Create a Repository

Workflow

  1. 1.
    Add files to staging area (local)
  2. 2.
    Create a commit object from staged files (local)
  3. 3.
    Push commits to remote repository (remote)

Setup and Use

Install Git
Set up Git
>>> git config --global user.name "Alicia Wang"
>>> git config --global user.email "[email protected]"
Use the email you plan to sign up to Github with. You can check that the configuration was set properly with:
>>> git config --list
Create new project folder
>>> mkdir git-demo>>> cd git-demo
This is the local source code we will be working with in the demo.
Create some files
>>> vim README.md
Initialize a new Git repository
>>> git init
This will create a hidden .git folder that contains all the necessary Git metadata for Git to work. Essentially turns your working directory into one that allows you to start recording revisions for it.
Set up the remote repository
>>> git remote add origin https://github.com/username/git-demo.git
This will set the remote repository, i.e. the versions of your project that are hosted somewhere other than your local computer. You will be pushing and pulling from this remote repository. origin is a shorthand alias for the URL of the remote repository that a project was originally cloned from. It’s a standard convention, but could be renamed if you so desire (but don’t).
Add file to staging area
>>> git add README.md
Commit staged files locally
>>> git commit -m "Initialize README"
Why is there a difference between add and commit? Suppose we created new files feature1.py and feature2.py. These two features may not have much in common. Then it is helpful to have two separate commits for each file instead of having one commit for both files in order to keep our commit history readable and useful.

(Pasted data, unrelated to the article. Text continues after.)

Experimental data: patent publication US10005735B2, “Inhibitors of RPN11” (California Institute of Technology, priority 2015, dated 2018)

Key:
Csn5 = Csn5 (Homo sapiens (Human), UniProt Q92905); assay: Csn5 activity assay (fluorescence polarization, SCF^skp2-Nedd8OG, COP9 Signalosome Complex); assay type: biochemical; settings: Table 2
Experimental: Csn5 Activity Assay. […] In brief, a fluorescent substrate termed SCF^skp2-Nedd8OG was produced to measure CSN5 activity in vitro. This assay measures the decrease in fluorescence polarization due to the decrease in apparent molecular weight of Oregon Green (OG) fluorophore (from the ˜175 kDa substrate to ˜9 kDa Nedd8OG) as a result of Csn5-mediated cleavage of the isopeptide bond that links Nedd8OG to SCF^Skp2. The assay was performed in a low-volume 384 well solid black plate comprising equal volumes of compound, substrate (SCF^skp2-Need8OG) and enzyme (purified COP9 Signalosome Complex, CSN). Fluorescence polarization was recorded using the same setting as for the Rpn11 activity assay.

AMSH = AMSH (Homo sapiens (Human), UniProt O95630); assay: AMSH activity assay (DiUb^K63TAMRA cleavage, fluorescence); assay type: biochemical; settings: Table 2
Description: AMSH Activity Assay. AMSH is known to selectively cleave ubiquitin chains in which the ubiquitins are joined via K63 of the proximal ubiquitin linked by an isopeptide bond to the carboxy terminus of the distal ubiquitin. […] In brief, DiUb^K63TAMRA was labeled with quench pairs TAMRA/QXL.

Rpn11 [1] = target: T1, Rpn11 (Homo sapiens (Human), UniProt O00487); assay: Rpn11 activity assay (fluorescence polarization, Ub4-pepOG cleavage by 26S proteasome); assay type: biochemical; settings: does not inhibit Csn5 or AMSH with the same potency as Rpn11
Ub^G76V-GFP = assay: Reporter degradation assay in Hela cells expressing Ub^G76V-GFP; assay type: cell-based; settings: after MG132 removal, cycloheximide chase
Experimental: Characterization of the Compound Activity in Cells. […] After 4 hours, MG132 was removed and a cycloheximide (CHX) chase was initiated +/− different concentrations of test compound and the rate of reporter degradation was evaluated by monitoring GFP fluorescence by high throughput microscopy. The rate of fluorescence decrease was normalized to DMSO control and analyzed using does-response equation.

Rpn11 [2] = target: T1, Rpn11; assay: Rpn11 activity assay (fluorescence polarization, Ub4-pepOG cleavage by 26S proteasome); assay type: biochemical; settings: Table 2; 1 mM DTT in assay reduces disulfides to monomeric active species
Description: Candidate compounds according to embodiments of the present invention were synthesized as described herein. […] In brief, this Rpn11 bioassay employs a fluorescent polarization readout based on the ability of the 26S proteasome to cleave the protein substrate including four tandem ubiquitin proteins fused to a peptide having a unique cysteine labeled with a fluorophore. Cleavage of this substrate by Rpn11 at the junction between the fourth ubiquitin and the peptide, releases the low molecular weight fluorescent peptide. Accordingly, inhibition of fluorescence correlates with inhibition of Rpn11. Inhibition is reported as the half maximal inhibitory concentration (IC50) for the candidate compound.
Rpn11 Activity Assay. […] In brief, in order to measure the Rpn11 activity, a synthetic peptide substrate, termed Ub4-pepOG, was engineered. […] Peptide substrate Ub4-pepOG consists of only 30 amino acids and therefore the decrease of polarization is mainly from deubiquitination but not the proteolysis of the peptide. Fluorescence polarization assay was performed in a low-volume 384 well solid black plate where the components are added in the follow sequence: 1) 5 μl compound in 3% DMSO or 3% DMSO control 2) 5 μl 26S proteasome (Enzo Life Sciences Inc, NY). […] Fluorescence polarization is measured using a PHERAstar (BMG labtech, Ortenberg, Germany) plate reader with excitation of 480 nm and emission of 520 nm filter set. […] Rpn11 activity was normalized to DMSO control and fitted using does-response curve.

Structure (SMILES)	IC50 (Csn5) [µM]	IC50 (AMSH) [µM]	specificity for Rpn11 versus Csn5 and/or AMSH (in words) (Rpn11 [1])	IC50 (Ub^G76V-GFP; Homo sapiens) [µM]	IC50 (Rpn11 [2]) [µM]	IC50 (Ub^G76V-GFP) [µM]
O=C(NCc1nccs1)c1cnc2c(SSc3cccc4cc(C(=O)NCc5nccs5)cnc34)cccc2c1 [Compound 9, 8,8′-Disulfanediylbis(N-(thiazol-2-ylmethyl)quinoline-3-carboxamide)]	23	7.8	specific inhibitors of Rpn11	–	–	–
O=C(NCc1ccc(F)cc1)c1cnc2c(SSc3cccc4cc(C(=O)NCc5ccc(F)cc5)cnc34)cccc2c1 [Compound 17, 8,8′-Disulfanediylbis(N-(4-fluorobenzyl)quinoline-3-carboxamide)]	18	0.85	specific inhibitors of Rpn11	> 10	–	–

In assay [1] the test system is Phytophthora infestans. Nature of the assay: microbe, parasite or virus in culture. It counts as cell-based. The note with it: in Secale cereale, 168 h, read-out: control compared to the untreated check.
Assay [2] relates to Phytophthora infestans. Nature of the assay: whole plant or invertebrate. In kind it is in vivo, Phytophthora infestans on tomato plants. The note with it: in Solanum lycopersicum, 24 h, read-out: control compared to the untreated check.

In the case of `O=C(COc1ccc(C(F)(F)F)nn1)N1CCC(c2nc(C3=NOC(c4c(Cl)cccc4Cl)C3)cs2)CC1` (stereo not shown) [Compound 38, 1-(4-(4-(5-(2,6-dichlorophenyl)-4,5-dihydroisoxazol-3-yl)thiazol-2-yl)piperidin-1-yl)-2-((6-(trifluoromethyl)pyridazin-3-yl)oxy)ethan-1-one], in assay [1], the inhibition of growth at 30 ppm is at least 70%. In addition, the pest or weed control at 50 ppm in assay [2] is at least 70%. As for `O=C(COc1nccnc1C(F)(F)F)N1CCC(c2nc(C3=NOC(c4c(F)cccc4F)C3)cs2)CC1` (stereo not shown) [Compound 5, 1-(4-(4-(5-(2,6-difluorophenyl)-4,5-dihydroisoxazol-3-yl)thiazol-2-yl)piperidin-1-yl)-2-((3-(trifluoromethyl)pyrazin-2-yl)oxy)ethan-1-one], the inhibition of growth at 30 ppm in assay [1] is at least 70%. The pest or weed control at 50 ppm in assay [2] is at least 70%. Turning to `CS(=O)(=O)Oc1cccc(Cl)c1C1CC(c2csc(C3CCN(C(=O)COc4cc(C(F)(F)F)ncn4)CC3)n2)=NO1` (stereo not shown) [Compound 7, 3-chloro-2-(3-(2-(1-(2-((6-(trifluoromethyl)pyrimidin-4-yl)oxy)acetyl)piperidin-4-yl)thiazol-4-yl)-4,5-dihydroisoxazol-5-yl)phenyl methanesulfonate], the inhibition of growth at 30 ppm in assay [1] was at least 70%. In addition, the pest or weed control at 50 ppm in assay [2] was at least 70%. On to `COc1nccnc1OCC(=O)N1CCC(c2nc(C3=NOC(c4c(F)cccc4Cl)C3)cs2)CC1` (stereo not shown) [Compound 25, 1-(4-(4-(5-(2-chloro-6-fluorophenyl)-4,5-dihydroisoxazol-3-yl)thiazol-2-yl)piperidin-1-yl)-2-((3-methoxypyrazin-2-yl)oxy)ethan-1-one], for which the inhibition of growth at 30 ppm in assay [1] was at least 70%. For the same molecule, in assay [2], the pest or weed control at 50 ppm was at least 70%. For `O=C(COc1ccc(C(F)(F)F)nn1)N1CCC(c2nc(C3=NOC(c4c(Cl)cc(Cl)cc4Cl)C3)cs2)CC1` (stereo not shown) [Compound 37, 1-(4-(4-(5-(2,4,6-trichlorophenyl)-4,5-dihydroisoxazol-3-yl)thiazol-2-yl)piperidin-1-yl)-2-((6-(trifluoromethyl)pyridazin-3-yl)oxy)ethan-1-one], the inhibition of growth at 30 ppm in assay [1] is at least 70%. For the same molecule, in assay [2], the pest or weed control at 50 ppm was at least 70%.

Check commit log
>>> git log
This will show a history of all the previous (local and remote) commits made on the current branch.
Push to remote
>>> git push --set-upstream origin master
--set-upstream sets the default remote branch to origin/master for the current local branch master. Any git pull in the future will bring in commits from origin/master. You can then see your changes on Github! What if we edit the README directly at the remote repository? How do we update locally?
Pull in remote updates
>>> git pull
This will update your local repository with new changes from the remote repository.
Create feature branch
>>> git checkout -b new-feature
checkout will allow you to switch between branches. The -b [name] will create a new branch. To check out an existing branch, you can just do git checkout existing-branch.
Merge changes into master
>>> git checkout master
>>> git merge new-feature